Струнный квинтет Es-dur, Opus 4

Авторская обработка духового Октета, написанного в Бонне в 1792 году и пересмотренного в Вене в 1793 (Октет был опубликован как Op. 103 только в 1830 году),

Время создания: 1795 год (опубликовано в 1796).
Посв. Graf von Fries

1. Allegro con brio
2. Andante
3. Menuetto and Trio
4. Finale: Presto

Quartetto d'Archi di Venezia
+ D. Rossi, viola II

Much controversy and confusion surround the composition of this quintet. While it carries a numerically early opus number, it is adapted from the Octet, Op. 103, which was probably written in the early-1790s and certainly no later than November, 1792 (the time when Beethoven departed Bonn for Vienna). This latter piece, one of the composer's very early works despite its high opus number, was published in 1837, a decade after Beethoven's death, at which time, for some reason, it was assigned the misleading numbering.

The controversy hardly ends here, however. The Quintet has been viewed as a mere transcription or arrangement of the Octet, which it clearly is not. Some assert an entirely opposite view, that it is a thoroughly reworked and enlarged version of the earlier piece, virtually becoming a new composition altogether. The latter view is closer to the truth, though it would be hard to fully accept the notion that the quintet is a wholly new composition. Naturally, there is substantial reallocation of themes in the work, including pitch adjustments. And there is a score of other changes.

But the structure of this piece is considerably different, as well: in the first movement, there are significant changes in the exposition and substantial ones in the development, reprise, and ending. The ensuing Andante employs new themes and involves significant changes in the ones retained. The Scherzo and finale are also substantially different: among other alterations, a second trio was added to the former and a new alternate theme was inserted in the latter.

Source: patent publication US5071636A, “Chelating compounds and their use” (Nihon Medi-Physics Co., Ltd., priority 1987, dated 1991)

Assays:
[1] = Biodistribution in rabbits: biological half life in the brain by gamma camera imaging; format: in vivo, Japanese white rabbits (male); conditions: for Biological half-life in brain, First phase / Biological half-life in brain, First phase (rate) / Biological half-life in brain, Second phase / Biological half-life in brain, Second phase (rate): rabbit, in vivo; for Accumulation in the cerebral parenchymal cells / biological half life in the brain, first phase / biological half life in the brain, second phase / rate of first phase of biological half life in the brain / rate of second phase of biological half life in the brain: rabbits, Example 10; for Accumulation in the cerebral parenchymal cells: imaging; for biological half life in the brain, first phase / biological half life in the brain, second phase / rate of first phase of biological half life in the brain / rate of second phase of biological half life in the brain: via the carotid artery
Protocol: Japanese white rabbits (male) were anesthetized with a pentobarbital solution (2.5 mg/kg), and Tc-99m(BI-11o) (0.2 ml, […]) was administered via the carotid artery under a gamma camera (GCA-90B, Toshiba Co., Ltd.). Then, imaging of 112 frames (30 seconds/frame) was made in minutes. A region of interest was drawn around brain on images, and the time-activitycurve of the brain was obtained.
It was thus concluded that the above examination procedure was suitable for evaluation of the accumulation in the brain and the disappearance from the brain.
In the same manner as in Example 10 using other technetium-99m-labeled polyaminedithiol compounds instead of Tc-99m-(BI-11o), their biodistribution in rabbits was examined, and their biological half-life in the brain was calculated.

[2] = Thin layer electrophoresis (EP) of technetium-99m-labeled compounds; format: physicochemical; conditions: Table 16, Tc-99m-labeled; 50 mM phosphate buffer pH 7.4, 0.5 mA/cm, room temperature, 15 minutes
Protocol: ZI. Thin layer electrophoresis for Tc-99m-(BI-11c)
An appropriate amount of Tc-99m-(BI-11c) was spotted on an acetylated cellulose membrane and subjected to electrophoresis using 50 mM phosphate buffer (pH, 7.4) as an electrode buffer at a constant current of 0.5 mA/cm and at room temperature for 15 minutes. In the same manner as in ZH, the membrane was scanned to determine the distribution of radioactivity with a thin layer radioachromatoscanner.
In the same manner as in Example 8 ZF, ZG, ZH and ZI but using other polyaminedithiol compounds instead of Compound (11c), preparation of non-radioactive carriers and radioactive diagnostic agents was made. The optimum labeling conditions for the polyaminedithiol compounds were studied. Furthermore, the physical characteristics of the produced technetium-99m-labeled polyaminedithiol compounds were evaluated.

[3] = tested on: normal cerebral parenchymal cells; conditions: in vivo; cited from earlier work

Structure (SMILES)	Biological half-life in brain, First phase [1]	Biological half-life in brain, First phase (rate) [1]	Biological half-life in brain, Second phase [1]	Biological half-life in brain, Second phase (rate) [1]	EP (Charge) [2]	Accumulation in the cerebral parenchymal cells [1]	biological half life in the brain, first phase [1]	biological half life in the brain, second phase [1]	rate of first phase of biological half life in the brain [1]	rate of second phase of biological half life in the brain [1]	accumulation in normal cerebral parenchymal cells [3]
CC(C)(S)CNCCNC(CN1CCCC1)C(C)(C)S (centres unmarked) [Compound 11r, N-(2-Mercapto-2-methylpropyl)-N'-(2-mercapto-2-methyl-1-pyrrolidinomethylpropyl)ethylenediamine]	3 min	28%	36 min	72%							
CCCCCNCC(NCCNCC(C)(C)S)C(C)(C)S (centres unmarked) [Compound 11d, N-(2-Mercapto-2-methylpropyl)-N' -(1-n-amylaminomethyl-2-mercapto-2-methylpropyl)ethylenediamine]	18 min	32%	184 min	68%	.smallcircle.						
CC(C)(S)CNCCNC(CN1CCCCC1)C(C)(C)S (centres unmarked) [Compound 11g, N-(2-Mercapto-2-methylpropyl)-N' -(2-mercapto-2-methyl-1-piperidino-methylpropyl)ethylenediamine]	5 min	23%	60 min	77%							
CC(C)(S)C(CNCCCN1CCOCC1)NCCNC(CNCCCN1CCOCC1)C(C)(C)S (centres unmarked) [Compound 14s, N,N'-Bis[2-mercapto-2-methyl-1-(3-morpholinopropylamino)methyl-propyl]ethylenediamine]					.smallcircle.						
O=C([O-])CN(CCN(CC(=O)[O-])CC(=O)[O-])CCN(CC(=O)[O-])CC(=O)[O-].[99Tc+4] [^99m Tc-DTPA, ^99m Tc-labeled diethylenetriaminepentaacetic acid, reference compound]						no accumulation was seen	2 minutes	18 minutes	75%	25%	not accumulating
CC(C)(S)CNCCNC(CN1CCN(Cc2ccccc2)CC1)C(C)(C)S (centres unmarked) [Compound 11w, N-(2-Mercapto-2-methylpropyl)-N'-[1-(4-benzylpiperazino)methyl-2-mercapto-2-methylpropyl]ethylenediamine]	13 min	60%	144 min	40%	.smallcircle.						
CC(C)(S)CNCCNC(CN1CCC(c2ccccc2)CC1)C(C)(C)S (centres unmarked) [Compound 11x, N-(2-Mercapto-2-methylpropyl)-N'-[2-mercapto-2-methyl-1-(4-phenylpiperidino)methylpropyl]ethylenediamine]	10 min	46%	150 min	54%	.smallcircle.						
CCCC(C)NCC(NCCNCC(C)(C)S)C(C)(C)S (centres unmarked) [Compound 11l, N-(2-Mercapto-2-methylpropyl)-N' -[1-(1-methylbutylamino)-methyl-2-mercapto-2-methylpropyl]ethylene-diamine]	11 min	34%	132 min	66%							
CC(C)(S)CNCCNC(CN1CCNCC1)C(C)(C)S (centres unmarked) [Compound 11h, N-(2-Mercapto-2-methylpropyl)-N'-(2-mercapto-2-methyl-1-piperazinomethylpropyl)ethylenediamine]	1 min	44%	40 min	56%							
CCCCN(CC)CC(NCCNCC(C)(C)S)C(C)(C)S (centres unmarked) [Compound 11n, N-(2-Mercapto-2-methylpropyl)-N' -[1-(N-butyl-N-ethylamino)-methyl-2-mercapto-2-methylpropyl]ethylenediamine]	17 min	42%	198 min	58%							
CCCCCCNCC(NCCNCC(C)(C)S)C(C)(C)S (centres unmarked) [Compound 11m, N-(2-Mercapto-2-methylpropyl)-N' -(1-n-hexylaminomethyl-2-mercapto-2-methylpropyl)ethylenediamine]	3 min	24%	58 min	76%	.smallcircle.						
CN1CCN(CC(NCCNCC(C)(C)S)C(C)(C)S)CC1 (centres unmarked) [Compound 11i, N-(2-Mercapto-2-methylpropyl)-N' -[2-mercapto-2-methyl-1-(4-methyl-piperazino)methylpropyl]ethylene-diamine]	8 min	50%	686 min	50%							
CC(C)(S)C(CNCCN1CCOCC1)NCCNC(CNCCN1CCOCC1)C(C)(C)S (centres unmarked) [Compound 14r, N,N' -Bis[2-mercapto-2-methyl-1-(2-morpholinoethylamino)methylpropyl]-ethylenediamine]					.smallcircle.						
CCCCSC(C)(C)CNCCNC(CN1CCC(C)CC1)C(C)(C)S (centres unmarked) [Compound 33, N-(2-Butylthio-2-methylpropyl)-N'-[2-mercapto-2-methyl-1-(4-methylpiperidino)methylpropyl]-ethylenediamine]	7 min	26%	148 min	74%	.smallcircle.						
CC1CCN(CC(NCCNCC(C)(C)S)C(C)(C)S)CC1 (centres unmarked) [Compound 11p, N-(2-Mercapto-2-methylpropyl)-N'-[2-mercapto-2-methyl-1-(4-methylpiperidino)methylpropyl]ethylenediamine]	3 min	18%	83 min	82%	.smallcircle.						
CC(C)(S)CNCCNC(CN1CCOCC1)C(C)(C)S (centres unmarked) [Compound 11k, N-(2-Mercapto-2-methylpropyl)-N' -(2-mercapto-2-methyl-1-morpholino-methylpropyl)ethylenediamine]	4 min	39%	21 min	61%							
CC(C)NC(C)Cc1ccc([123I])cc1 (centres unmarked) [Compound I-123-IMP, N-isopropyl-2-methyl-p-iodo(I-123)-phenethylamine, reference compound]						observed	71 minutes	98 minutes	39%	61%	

The movements of the quintet are marked: 1) Allegro con brio; 2) Andante; 3) Menuetto—Allegro; 4) Presto. These are, more or less, the same tempo indications given for the Octet, and while the Quintet retains much of the lightness and color from its source work, it is, in the end, a somewhat deeper composition. The instrumental writing is on a high level throughout and the structure and handling of the themes reflect a more mature compositional style.

This work was first published in Vienna in 1796.

(Robert Cummings, All Music Guide)

Beethoven sketched the quintet in 1795, as can be seen from the paper of the remaining sources, handing over the engraver's model to the publisher Artaria before he embarked on his concert tour to Prague and Berlin in January 1796. In so doing he turned to the Octet for Wind Instruments op. 103, which he had written as dinner music for the Archbishop in Bonn in 1792. Scholars have had lengthy discussions about the correct terminology for op. 4: whether the quintet is another version or rather an arrangement of the original work. It is true that Beethoven used the original material, but he made such major changes to the structure and instrumentation that it is really a new composition on the basis of older parts. Ferdinand Ries tells an anecdote about the origin of the quintet. At one of the regular Friday morning concerts at Prince Lichnowsky's, Count Appony had commissioned Beethoven to compose a string quartet "which he had not done up to then". Beethoven went to work "twice, on the first attempt he wrote a great violin trio (op. 3) and on the second, a violin quintet (op. 4)."